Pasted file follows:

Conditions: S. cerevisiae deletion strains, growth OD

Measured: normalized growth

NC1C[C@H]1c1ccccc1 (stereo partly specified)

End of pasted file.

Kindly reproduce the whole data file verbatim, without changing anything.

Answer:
Conditions: S. cerevisiae deletion strains, growth OD

Measured: normalized growth

NC1C[C@H]1c1ccccc1 (stereo partly specified)